wandering around, browsing away;
Clive James in Selfridges, Oxford Street,
signing copies of Unreliable Memoirs;
Terence Stamp in Hatchards, Piccadilly,
carrying a wicker basket full of books;
Adam Ant in a wine bar, Jermyn Street,
on his way out, flanked by two big guys;
Michael Caine outside Fortnum and Mason,
crossing the road towards the Dunhill shop;
Ralph McTell in the Regal Centre, Worksop,
signing cds, photographs and ticket stubs;
and more and more and many, many more.

And some of them may have seen me.

Saturday, 26 October 2019

THERE'S TREASURE IN THEM THERE EAVESDROPS


Available for freelance writing commissions on a variety of subjects including family history, nostalgic Belfast and its famous people, shops, shoppers & shopping, the golden age of Hollywood (esp westerns) and humorous pieces on life's weird and wonderful. Op-eds, columns, non-fiction book reviews too. 
CV of published material available on request.
joecushnan@aol.com & @JoeCushnan







For some years, I have carried a notebook and scribbled anything and everything. Observations, thoughts, ideas, notes-to-self, etc amount to a lot of rubbish but also some golden nuggets.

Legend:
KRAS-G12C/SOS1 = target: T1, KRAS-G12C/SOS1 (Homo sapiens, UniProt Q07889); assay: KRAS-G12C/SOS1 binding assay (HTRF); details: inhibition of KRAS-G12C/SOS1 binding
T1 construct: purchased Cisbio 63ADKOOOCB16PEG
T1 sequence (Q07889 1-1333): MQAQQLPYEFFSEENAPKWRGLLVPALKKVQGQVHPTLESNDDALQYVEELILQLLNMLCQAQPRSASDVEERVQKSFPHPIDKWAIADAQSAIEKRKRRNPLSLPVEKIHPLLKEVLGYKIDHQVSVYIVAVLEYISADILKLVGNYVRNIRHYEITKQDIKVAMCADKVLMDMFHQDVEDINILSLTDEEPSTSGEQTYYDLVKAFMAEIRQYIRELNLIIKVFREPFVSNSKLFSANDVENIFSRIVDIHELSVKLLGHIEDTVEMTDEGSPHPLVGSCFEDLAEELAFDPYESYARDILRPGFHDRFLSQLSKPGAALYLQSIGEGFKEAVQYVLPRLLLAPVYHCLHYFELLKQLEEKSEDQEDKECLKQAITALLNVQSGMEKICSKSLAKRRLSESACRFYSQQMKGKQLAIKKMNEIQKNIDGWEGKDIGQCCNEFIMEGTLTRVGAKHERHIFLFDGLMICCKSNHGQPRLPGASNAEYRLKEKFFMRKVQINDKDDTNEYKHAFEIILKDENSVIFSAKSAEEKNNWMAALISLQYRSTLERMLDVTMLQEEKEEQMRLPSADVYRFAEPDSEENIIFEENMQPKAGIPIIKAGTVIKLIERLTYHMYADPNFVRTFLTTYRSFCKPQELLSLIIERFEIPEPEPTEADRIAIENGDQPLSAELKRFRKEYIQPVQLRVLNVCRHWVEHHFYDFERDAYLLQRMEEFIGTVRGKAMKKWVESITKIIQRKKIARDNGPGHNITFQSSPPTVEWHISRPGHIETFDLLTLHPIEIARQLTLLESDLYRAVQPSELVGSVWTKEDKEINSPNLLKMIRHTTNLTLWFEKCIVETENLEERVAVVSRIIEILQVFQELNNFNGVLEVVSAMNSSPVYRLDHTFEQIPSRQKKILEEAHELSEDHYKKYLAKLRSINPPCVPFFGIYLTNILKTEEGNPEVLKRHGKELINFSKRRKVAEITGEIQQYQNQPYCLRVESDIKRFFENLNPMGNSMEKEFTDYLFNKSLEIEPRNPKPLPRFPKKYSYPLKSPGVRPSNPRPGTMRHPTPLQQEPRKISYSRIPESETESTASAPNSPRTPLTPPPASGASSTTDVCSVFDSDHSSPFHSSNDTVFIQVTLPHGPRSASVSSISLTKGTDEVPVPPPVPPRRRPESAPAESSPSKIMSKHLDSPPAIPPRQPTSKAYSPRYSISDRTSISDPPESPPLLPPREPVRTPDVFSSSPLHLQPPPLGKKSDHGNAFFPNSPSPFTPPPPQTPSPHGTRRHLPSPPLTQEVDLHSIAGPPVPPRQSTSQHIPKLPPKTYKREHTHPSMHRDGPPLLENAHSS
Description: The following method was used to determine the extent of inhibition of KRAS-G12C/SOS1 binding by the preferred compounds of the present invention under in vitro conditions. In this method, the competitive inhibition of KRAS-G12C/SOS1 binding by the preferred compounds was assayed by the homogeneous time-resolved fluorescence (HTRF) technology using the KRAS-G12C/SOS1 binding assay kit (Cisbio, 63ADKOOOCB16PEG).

A casual hobby of sorts is recording snatches of conversations that I have been able to use when writing poems or stories. I must have a couple of hundred eavesdrops in that notebook and recently I decided to write a series of poems under the title An Eavesdropper Walks the Streets. I have a dozen or so in the sequence so far and I am delighted to say that three pieces have been accepted by an editor for a December 2019 issue.

These notes are a godsend if writer's block kicks in. A quick scan through the pages and 'bingo!' - an idea emerges.

So more on this and other stuff in due course.




Thursday, 24 October 2019

ROSA PARKS